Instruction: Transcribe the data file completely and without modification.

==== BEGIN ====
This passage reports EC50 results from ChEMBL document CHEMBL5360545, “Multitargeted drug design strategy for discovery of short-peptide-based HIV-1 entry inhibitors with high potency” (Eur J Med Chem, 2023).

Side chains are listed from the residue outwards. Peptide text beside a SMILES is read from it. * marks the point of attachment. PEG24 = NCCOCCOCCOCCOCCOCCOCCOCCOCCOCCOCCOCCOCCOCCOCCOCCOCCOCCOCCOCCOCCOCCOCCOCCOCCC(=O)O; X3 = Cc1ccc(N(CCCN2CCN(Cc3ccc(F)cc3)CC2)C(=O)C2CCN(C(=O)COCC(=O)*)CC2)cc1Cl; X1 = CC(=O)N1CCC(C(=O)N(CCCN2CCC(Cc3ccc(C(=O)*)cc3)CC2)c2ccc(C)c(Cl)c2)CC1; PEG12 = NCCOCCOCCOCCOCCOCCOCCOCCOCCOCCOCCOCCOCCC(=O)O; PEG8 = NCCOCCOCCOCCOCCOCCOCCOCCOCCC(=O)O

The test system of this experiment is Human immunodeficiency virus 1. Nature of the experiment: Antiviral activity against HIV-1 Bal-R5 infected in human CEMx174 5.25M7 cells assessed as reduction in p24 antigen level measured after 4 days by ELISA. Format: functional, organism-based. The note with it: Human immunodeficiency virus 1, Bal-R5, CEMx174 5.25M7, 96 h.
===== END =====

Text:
This passage reports EC50 results from ChEMBL document CHEMBL5360545, “Multitargeted drug design strategy for discovery of short-peptide-based HIV-1 entry inhibitors with high potency” (Eur J Med Chem, 2023).

Side chains are listed from the residue outwards. Peptide text beside a SMILES is read from it. * marks the point of attachment. PEG24 = NCCOCCOCCOCCOCCOCCOCCOCCOCCOCCOCCOCCOCCOCCOCCOCCOCCOCCOCCOCCOCCOCCOCCOCCOCCC(=O)O; X3 = Cc1ccc(N(CCCN2CCN(Cc3ccc(F)cc3)CC2)C(=O)C2CCN(C(=O)COCC(=O)*)CC2)cc1Cl; X1 = CC(=O)N1CCC(C(=O)N(CCCN2CCC(Cc3ccc(C(=O)*)cc3)CC2)c2ccc(C)c(Cl)c2)CC1; PEG12 = NCCOCCOCCOCCOCCOCCOCCOCCOCCOCCOCCOCCOCCC(=O)O; PEG8 = NCCOCCOCCOCCOCCOCCOCCOCCOCCC(=O)O

The test system of this experiment is Human immunodeficiency virus 1. Nature of the experiment: Antiviral activity against HIV-1 Bal-R5 infected in human CEMx174 5.25M7 cells assessed as reduction in p24 antigen level measured after 4 days by ELISA. Format: functional, organism-based. The note with it: Human immunodeficiency virus 1, Bal-R5, CEMx174 5.25M7, 96 h.